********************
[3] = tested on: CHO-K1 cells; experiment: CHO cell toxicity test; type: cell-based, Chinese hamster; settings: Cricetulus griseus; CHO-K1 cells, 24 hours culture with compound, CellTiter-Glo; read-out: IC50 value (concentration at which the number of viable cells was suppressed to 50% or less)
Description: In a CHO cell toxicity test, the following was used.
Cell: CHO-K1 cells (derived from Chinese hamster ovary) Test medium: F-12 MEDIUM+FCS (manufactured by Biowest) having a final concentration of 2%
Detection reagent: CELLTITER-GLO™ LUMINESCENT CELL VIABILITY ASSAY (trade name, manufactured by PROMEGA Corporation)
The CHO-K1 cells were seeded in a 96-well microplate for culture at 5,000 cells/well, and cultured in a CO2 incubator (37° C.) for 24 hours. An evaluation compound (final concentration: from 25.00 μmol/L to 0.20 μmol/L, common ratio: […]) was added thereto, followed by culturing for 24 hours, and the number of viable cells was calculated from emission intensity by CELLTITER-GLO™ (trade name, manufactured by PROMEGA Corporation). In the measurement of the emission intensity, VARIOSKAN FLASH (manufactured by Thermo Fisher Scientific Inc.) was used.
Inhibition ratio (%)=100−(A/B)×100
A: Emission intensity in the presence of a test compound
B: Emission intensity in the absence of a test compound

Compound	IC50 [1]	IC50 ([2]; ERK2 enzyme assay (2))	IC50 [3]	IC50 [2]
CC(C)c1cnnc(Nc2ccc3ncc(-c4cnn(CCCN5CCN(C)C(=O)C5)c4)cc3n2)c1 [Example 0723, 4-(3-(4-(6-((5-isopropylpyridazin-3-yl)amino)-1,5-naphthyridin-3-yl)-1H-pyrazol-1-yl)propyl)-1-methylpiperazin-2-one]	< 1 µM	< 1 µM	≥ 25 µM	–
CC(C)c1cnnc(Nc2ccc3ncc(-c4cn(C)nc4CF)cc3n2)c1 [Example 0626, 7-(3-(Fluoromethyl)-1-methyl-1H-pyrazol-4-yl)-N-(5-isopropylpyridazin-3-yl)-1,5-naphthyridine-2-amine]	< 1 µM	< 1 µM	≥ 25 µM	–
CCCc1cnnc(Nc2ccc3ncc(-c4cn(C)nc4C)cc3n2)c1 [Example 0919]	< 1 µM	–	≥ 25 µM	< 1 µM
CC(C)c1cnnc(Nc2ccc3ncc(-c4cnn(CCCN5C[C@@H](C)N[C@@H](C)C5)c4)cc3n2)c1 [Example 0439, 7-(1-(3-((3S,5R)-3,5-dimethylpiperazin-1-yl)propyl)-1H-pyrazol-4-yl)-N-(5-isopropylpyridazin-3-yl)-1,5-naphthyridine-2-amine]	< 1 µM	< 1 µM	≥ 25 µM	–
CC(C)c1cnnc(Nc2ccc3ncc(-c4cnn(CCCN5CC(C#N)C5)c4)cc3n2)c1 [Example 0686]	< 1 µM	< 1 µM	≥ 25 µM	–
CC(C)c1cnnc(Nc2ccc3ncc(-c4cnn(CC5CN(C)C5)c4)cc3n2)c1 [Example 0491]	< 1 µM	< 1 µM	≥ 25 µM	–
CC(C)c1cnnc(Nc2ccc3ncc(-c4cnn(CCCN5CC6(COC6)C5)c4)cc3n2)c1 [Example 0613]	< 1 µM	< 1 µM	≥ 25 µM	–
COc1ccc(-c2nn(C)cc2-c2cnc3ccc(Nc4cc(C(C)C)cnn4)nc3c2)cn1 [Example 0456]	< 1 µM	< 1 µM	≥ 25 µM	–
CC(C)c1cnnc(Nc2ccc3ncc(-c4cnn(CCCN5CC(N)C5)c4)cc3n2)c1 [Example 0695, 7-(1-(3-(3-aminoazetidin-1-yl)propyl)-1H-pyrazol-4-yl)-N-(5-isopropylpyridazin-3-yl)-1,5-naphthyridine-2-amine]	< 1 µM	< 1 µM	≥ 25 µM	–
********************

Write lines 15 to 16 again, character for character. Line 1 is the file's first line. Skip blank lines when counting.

CC(C)c1cnnc(Nc2ccc3ncc(-c4cnn(CC5CN(C)C5)c4)cc3n2)c1 [Example 0491]	< 1 µM	< 1 µM	≥ 25 µM	–
CC(C)c1cnnc(Nc2ccc3ncc(-c4cnn(CCCN5CC6(COC6)C5)c4)cc3n2)c1 [Example 0613]	< 1 µM	< 1 µM	≥ 25 µM	–